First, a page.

World War One through place names. Mount Joffre, South Main Divide.

The New Zealand Dawn Service, Le Quesnoy Communal Cemetery Extension 2015 - General Joseph Joffre
The New Zealand Dawn Service, Le Quesnoy Communal Cemetery Extension 2015 - General Joseph Joffre

A party comprising Hugh Wright and H.E. Hodgkinson made the first ascent of this peak in late November 1914.

By then the First World War had been underway for nearly four months. At a time when many New Zealanders retained strong emotional and practical ties to Britain, the fighting taking place on the Western Front was a matter of considerable public interest. While their fellow climbers J.K. Inglis, E.A. Duncan, and Jack Murrell were labelling the adjacent summit Mount French, after the Commander-in-Chief of the British Expeditionary Force, Wright and Hodgkinson chose to name this peak for the leader of the French Army.

General Joseph Joffre was an unusual choice for such a senior position. Having been a military engineer in France’s far-flung colonies, he had no prior experience of army command or of general staff work. Nevertheless, he was appointed Chief of the French General Staff in 1911.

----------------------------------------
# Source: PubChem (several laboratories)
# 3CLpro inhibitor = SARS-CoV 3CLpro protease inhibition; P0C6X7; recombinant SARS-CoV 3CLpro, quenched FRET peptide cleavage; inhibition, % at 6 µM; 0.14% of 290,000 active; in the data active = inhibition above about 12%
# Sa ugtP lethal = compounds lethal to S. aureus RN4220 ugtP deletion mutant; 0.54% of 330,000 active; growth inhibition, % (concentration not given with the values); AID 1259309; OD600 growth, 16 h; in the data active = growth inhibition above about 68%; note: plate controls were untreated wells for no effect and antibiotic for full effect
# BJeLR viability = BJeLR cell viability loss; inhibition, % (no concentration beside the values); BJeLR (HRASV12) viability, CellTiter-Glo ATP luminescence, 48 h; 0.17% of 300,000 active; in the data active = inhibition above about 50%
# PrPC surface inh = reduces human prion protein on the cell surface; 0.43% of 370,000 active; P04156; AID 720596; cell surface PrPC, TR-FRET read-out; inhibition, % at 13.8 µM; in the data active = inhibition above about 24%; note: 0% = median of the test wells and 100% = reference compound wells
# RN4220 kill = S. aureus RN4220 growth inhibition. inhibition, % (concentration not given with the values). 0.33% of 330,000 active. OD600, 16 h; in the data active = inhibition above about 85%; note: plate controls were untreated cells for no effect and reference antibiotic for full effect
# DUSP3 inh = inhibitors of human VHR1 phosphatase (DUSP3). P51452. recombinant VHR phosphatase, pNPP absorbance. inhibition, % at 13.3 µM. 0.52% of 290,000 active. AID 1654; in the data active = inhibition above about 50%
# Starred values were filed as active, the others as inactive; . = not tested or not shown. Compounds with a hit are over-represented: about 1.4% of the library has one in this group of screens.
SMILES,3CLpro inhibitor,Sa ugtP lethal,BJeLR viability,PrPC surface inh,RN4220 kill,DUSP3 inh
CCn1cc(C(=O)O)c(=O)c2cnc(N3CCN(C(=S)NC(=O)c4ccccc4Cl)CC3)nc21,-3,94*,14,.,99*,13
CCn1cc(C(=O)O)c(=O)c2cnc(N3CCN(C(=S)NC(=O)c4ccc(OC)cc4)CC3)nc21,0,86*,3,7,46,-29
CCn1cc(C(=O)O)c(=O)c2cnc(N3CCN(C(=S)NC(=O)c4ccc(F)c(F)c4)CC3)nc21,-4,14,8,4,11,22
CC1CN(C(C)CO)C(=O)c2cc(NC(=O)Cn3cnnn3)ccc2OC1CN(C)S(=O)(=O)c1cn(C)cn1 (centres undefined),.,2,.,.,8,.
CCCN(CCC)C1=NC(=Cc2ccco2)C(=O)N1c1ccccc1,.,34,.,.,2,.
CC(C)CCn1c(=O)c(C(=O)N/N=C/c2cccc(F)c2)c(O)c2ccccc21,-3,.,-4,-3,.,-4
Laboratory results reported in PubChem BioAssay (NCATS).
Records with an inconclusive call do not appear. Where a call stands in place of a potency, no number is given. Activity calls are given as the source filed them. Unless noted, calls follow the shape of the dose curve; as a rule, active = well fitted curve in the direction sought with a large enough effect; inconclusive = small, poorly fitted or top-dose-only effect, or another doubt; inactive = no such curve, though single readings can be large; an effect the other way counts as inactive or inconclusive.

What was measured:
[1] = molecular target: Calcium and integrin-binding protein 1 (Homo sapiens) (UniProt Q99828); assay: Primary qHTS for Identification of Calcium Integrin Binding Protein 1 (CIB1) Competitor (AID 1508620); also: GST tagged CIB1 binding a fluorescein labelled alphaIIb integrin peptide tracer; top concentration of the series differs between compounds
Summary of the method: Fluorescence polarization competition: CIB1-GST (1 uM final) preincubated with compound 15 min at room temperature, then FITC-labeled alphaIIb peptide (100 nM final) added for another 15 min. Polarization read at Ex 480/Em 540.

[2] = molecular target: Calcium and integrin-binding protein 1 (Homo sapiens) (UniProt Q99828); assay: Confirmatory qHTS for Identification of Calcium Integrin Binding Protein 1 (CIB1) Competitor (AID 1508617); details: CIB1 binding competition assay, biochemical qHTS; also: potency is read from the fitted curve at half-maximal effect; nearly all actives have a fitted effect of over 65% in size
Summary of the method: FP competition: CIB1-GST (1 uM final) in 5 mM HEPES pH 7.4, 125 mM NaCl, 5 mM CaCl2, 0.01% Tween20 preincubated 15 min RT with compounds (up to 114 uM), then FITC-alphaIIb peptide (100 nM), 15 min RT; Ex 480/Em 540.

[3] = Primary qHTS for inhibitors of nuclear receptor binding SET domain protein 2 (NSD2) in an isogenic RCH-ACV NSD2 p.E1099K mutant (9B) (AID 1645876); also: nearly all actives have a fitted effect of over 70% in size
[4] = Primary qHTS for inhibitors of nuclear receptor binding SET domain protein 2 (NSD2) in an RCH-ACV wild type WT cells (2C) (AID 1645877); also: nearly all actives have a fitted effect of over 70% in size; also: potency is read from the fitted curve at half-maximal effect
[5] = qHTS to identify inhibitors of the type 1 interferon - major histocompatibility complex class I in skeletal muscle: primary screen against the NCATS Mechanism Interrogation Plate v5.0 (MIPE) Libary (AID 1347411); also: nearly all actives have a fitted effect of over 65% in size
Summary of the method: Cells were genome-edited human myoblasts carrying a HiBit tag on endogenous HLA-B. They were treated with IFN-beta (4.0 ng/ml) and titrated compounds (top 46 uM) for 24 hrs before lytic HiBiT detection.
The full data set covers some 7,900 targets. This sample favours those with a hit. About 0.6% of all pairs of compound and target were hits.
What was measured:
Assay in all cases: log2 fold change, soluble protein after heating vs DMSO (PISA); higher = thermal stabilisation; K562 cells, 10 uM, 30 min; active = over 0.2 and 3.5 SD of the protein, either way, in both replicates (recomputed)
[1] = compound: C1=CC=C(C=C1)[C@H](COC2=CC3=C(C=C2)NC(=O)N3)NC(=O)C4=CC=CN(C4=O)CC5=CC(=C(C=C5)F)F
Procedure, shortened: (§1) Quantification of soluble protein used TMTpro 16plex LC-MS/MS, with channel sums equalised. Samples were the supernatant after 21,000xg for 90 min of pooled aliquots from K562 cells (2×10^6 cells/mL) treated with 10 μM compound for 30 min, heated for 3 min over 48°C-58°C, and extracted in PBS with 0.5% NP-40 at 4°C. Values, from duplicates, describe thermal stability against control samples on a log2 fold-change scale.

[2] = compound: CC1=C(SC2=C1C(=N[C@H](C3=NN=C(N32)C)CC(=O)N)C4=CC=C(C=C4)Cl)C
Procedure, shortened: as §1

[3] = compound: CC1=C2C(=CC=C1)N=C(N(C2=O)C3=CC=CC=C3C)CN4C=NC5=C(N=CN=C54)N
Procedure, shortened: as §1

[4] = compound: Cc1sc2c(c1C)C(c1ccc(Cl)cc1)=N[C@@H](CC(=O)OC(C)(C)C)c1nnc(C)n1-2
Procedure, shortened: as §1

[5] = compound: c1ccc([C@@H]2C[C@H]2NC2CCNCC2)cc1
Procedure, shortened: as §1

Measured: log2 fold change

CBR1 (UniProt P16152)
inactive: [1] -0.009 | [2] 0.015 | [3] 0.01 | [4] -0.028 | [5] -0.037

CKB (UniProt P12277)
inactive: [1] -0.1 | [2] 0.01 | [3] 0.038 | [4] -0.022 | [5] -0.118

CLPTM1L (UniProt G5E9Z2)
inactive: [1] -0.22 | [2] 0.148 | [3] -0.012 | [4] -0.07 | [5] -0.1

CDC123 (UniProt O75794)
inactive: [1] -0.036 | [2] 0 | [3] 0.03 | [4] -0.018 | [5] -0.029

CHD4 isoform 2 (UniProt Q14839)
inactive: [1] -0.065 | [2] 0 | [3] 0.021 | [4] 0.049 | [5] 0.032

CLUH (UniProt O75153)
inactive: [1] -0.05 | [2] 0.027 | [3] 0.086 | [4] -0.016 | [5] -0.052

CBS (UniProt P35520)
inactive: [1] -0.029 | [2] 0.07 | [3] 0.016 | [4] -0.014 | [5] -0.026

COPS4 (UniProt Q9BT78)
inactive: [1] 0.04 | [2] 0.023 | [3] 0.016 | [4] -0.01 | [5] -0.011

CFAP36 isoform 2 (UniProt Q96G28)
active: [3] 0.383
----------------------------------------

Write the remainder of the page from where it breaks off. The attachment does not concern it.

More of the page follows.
Joffre’s record during the First World War was somewhat mixed. The first month saw the Allies forced into a chaotic retreat through Belgium and north-eastern France. However, the Germans were prevented from reaching Paris after suffering a strategic defeat at the Battle of the Marne. This engagement was Joffre’s finest hour, as his logistical brilliance and ruthless dismissal of incompetent generals played a key role in stabilising the front. When trench warfare became well established during 1915, the French Army suffered tremendous losses for little discernable gain in Artois and Champagne. A series of blunders during the Battle of Verdun then prompted criticism of Joffre’s leadership, and he was forced to step aside in favour of General Robert Nivelle during December 1916.

Joffre spent the remainder of the War in administrative roles. Promoted to Marshal of France, he led the Military Missions to Romania and the United States, before sitting on the Supreme War Council during 1918.

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